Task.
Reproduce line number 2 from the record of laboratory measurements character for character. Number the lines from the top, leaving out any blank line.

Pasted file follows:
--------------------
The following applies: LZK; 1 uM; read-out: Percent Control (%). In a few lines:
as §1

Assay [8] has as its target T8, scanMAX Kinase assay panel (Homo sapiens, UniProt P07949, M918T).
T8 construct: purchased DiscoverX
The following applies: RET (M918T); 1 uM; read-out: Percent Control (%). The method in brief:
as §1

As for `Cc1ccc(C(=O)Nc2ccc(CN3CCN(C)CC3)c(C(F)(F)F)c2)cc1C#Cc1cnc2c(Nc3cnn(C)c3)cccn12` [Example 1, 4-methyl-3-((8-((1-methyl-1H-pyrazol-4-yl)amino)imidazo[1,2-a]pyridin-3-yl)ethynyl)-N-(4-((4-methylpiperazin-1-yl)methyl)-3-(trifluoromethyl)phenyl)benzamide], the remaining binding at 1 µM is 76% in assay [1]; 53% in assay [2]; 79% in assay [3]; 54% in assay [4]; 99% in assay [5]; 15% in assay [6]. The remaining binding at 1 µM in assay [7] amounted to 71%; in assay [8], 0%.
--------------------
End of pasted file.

as §1